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Korea reaches out to Navajos, Iran with COVID-19 supplies

Ashley Pyne, right, helps her son, Elijah, complete a nasal swipe for COVID-19 testing in Picuris Pueblo, N.M., Thursday, April 24, 2020. Small Native American pueblo tribes across New Mexico are embracing extraordinary social distancing measures that include guarded roadblocks and universal testing for the coronavirus in efforts to insulate themselves from a contagion with frightening echoes of the past. (AP-Yonhap)
Ashley Pyne, right, helps her son, Elijah, complete a nasal swipe for COVID-19 testing in Picuris Pueblo, N.M., Thursday, April 24, 2020. Small Native American pueblo tribes across New Mexico are embracing extraordinary social distancing measures that include guarded roadblocks and universal testing for the coronavirus in efforts to insulate themselves from a contagion with frightening echoes of the past. (AP-Yonhap)

The South Korean government and nonprofit organizations are offering quarantine and medical supplies to countries fighting the novel coronavirus in a bid to boost relations in challenging times.

According to the Ministry of Patriots and Veterans Affairs on Monday, the 70th Anniversary of the Korean War Commemoration Committee will deliver 10,000 face masks and other health protective items to the members of native American Navajo tribe who fought in the 1950-53 Korean War.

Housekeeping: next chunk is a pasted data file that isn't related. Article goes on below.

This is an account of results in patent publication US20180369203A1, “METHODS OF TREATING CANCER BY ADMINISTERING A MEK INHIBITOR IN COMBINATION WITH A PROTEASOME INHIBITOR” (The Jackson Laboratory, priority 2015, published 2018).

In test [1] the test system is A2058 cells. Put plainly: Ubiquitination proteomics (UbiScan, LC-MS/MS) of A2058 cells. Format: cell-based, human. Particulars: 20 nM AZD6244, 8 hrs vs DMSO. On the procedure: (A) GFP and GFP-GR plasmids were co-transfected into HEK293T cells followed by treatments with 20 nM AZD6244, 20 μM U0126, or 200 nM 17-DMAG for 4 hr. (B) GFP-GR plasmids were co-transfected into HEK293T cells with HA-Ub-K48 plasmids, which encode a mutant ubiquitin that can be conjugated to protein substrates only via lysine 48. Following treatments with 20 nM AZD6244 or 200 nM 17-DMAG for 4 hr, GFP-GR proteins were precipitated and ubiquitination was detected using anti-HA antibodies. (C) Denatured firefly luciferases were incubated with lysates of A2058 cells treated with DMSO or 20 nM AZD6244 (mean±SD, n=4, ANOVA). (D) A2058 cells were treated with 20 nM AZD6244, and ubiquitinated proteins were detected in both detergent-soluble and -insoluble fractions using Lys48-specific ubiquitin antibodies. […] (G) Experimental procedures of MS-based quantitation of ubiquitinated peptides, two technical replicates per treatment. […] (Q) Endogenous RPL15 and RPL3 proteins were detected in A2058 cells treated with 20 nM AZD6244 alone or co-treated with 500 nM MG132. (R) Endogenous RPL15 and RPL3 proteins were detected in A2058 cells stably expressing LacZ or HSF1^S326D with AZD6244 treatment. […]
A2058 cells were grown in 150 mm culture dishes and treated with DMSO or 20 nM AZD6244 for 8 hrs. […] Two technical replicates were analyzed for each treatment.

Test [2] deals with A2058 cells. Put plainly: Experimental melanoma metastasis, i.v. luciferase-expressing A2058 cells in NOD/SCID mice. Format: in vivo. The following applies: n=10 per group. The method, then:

Currently, the native tribe suffers a higher per capita number of COVID-19 cases than citizens in other US states. With some 356,000 Navajo people residing in parts of four states, including Utah, Nevada, Arizona and New Mexico.

Some 800 Navajo men participated in the Korean War seven decades ago and approximately 130 of them are alive.

“The government remembers those who made noble sacrifices to defend a strange country 70 years ago, and we hope they will proudly tell their posterity about the choice they made so many years ago,” committee co-chairman Kim Eun-gi said.

Logistics, however, is proving difficult, due to government shutdowns that arealso affecting divisions of the Department of Veterans Affairs in charge of the jurisdiction.

Korean embassies there are seeking other channels to get them delivered as early as Wednesday.

On Sunday, the Korean Embassy in Iran said it provided COVID-19 diagnostics kits worth $1 million in humanitarian aid to Iran, one of the most severely hit countries with over 120,000 cases.

The embassy donated the test kits to Pasteur Institute of Iran, Korea‘s state-run medical research institute for promoting friendship and developing relations between the two countries.

In April, the Korean government sent some $200,000 worth medical equipment to Iran, including a polymerase chain reaction machine used to carry out PCR tests for the virus, and disinfection sprays.

A Korean nonprofit organization Global Honors Network said Monday that it will provide humanitarian aid to Abkhazia, a breakaway territory of Georgia.

The group will provide COVID-19 diagnostics testing to Abkhazia people by establishing the first Korean hospital there and testing kits offered by local companies and health care facilities.

By Park Han-na (hnpark@heraldcorp.com
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